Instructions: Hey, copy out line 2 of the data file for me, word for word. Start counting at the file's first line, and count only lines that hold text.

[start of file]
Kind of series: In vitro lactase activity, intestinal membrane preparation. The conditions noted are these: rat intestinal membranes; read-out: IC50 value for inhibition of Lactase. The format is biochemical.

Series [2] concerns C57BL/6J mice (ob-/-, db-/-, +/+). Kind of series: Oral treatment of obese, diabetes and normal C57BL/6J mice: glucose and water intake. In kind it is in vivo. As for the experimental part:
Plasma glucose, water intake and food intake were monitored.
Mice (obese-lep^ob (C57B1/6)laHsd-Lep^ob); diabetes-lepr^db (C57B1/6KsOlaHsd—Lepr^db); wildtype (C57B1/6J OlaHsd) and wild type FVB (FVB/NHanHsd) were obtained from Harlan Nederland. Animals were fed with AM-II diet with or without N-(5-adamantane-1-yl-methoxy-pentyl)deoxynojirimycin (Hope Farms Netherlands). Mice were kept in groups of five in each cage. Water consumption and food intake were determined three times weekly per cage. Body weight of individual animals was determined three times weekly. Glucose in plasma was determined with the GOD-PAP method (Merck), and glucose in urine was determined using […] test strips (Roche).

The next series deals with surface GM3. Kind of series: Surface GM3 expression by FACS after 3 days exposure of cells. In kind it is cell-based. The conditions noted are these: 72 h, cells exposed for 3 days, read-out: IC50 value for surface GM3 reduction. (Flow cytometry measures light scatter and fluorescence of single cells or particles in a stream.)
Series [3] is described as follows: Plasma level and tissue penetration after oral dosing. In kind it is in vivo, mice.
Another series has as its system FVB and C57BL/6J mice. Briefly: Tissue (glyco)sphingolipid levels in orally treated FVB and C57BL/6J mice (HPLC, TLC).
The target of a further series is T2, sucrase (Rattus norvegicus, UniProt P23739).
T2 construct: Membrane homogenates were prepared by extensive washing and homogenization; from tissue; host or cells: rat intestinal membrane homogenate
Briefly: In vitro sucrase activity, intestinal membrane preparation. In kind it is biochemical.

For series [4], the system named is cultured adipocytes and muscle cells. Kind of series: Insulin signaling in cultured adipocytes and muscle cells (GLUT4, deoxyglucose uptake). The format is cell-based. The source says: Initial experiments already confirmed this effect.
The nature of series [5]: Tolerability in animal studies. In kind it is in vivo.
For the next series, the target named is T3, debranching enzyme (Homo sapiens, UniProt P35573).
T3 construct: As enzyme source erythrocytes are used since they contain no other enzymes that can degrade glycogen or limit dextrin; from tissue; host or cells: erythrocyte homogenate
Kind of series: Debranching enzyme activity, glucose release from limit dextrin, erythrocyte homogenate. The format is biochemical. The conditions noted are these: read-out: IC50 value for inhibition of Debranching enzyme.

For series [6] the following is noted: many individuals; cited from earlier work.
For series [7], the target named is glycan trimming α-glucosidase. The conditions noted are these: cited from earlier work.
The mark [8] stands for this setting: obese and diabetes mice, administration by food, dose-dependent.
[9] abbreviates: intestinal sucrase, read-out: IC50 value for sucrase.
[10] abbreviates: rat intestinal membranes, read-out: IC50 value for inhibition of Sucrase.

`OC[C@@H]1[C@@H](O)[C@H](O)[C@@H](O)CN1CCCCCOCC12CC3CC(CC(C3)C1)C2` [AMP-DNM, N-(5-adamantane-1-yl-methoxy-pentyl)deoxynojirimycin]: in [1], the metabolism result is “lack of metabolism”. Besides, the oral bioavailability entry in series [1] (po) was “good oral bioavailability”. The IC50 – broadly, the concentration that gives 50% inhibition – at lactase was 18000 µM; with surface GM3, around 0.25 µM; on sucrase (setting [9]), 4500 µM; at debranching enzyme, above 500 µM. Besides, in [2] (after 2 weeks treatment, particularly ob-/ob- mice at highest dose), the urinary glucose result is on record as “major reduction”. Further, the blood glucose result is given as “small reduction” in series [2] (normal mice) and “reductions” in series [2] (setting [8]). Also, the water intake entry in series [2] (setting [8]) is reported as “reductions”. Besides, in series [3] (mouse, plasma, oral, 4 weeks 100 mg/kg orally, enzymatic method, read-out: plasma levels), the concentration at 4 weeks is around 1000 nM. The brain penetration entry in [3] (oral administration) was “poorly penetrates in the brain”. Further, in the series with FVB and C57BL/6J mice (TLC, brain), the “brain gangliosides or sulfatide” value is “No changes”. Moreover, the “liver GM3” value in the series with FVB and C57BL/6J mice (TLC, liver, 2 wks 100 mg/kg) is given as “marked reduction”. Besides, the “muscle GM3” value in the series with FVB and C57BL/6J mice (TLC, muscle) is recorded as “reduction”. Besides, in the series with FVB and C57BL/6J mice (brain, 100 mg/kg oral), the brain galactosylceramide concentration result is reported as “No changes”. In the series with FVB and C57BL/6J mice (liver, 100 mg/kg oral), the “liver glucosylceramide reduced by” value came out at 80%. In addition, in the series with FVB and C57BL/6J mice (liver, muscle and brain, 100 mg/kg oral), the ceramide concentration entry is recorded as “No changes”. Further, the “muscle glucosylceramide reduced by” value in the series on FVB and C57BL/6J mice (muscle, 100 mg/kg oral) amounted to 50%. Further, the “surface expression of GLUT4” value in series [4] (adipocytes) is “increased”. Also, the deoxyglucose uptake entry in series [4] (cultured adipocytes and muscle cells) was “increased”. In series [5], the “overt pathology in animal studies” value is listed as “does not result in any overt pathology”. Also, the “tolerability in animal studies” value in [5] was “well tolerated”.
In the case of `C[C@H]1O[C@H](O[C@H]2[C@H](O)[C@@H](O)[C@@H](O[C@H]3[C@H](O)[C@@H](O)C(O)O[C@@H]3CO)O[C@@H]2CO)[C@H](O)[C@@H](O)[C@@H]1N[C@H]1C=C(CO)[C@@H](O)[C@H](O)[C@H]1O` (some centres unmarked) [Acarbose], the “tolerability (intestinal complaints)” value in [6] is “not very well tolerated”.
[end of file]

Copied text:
Series [2] concerns C57BL/6J mice (ob-/-, db-/-, +/+). Kind of series: Oral treatment of obese, diabetes and normal C57BL/6J mice: glucose and water intake. In kind it is in vivo. As for the experimental part: